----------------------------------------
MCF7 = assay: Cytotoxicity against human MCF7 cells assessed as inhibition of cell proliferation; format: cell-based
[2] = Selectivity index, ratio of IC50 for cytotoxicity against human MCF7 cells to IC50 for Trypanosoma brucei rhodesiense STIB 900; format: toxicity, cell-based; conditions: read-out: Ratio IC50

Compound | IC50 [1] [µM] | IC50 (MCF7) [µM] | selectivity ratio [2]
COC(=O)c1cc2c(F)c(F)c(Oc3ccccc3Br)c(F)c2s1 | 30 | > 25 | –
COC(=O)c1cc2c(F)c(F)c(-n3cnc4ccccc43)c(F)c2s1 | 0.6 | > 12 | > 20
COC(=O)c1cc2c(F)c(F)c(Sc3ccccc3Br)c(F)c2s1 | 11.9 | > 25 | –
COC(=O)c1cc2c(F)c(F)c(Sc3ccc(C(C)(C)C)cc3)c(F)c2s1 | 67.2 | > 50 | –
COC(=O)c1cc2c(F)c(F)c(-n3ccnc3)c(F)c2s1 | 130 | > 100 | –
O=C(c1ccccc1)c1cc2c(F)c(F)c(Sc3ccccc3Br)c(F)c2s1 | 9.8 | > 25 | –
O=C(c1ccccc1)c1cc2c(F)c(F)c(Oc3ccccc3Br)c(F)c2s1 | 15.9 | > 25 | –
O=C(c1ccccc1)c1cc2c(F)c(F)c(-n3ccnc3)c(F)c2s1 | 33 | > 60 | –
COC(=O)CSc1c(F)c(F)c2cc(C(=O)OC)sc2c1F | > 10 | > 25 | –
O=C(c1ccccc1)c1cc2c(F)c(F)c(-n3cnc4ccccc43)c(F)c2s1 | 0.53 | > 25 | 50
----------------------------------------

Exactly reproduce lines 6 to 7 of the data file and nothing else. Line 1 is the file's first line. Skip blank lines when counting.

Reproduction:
COC(=O)c1cc2c(F)c(F)c(Sc3ccccc3Br)c(F)c2s1 | 11.9 | > 25 | –
COC(=O)c1cc2c(F)c(F)c(Sc3ccc(C(C)(C)C)cc3)c(F)c2s1 | 67.2 | > 50 | –